Police ‘Not Reaching Pouches’ Branded ‘Don’t Murder Me’ Bags
Despite a new initiative from Minnesota being intended to keep drivers safe from traffic police, many are now labelling the so-called ‘not reaching pouches’ as ‘don’t murder me’ bags.
The clear plastic holders, designed to hold your driver’s licence, insurance and registration, carry the words, ‘Not Reaching, Officer, I’m NOT reaching.’
The idea behind the pouches is to keep the important documents in plain sight so that traffic police don’t assume a driver is reaching for a weapon.
Following their reveal, many took to Twitter to voice their opinions, with one user describing them as ‘please Don’t Execute Me’ pouches, while another dubbed them ‘don’t murder me’ pouches.
The Minnesota Department of Public Safety issued a statement about the new ‘Not Reaching’ pouches.
Our troopers, along with several law enforcement agencies across the state, want to make it easier for drivers to store the information and for law enforcement to see when motorists are reaching for documents.
The statement continued to outline the use of the pouches, saying that the intention is to ‘help reduce deadly force encounters between law enforcement and citizens during traffic stops’.
As per VICE, Jackie Carter, the creator of the pouches, has said that the 2016 killing of Philando Castile during a traffic stop by a Minnesota police officer prompted their introduction.
As Castile was reaching for his identification, the police officer said, ‘Don’t pull it out,’ meaning his supposed firearm, before fatally shooting him. Before he died, Castile said, ‘I wasn’t reaching,’ the news outlet reports.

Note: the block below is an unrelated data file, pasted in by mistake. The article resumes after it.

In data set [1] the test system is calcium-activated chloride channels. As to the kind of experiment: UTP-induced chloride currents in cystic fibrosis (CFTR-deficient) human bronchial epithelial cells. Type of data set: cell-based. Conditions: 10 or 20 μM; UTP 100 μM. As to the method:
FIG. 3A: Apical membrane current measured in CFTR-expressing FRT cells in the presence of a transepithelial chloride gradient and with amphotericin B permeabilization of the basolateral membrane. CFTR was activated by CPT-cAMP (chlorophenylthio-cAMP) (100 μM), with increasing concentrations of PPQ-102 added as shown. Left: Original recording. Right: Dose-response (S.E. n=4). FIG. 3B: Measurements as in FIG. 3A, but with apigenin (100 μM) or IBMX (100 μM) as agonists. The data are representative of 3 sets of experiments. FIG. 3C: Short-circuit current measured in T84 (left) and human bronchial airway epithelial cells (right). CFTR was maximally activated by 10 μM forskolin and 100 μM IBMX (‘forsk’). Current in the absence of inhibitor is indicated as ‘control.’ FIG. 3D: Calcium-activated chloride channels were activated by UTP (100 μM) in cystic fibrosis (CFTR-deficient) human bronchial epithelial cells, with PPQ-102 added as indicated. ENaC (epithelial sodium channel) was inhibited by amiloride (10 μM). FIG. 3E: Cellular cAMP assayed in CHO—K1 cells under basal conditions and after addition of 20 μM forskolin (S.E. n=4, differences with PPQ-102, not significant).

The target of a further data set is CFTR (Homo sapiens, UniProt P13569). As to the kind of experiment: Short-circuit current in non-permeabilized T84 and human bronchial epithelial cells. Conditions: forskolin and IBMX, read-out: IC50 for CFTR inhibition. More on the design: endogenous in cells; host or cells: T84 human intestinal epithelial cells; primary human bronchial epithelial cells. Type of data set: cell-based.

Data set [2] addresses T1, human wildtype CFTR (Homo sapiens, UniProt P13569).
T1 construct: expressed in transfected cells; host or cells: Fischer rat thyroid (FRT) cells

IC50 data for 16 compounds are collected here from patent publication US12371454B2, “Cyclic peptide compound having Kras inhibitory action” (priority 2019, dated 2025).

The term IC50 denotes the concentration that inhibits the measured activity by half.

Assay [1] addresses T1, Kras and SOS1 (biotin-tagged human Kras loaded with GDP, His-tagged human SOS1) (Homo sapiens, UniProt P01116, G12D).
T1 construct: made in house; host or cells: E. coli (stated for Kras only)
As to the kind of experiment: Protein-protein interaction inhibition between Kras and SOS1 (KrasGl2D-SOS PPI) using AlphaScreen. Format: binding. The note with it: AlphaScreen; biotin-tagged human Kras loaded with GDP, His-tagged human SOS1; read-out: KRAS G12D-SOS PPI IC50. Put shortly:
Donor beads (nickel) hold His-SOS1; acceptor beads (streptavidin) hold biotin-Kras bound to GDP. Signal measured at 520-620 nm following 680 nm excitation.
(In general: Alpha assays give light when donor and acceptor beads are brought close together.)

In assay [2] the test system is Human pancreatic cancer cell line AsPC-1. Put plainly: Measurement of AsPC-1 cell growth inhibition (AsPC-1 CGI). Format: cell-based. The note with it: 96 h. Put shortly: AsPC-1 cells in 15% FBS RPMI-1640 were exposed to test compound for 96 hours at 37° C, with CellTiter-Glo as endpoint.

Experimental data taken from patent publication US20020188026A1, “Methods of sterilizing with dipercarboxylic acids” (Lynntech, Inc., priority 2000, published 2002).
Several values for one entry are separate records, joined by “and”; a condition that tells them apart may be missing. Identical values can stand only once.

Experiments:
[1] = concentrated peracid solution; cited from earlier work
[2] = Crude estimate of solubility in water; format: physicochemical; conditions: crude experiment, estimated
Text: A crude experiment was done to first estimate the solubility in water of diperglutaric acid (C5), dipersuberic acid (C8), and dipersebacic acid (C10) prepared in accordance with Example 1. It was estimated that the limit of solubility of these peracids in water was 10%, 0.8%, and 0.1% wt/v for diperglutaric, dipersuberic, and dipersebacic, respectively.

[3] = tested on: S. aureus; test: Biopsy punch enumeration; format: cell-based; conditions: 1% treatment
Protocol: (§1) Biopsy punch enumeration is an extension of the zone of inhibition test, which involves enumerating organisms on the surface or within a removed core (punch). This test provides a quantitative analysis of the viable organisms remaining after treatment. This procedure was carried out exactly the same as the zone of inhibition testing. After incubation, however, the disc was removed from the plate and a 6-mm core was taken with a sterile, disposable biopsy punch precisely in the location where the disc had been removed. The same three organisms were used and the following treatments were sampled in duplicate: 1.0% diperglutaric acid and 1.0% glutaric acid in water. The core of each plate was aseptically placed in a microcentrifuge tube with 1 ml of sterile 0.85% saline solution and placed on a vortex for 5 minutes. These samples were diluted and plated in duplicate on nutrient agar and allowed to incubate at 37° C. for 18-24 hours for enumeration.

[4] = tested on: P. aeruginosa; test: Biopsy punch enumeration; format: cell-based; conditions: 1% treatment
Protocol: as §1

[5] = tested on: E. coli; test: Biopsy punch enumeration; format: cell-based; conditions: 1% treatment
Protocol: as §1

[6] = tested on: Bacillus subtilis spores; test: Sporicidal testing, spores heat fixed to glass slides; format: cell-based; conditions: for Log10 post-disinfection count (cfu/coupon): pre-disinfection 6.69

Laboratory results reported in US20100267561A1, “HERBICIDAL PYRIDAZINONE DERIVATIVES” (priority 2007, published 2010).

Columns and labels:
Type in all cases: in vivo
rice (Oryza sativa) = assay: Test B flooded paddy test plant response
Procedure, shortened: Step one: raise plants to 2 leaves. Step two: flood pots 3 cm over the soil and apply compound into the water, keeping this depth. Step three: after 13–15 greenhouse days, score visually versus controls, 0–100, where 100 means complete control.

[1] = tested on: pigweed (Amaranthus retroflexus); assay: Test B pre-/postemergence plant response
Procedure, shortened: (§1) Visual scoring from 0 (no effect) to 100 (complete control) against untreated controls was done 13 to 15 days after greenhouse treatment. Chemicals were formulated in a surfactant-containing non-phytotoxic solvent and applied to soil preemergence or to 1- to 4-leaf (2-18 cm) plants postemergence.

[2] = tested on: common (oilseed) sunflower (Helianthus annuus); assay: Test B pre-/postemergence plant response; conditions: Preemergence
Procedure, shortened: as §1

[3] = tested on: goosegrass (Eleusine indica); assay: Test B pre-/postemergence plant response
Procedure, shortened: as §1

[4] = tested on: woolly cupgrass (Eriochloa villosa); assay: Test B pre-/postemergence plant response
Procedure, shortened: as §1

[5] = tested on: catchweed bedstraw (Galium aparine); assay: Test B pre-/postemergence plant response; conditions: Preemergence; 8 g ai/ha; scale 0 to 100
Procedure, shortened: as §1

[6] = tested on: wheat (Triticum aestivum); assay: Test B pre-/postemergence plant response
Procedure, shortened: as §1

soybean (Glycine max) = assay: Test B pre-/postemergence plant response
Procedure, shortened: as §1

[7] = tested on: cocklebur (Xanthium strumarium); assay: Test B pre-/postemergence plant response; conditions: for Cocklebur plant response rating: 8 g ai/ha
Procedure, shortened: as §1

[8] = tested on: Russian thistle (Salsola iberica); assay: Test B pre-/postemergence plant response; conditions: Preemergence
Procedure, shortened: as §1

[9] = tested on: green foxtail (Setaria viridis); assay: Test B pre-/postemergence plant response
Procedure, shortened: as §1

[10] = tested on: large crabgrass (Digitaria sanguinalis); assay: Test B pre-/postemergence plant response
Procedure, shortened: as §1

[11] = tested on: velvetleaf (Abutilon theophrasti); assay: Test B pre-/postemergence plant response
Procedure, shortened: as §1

Carter partnered up with Castile’s mother, Valerie, for the pouch project.
Carter told VICE that while she didn’t think the pouches were ‘the solution for a lifetime’, she did see it as a way to do something for the situation.
Castile also added that she believed the pouches were a ‘brilliant idea’, stating that the pouch could ‘de-escalate seriously dangerous tensions, and potentially save a life’, as per VICE.
The NAACP’s Twitter account reacted to the introduction of the pouches that read, ‘Dear Minnesota, this is not the flex you think it is. Cops shouldn’t need to see a pouch in order not to shoot. #PoliceReformNow.’
This follows similar criticism across Twitter, which has noted that it is not the driver’s responsibility to stop themselves from getting shot – it should be the responsibility of the armed officer.
Brandon Hasbrouck, assistant professor of Law at Washington and Lee University, told VICE News that while the pouches were a ‘good faith proposal’, they still adhere to victim-blaming. ‘Rather than confronting the root problem – the person with the gun – the proposal is purely reactive and asks how we can attempt to survive the shooter,’ he explained.
If you have been affected by any of the issues in this article and wish to speak to someone in confidence, contact Stop Hate UK by visiting their website www.stophateuk.org/talk
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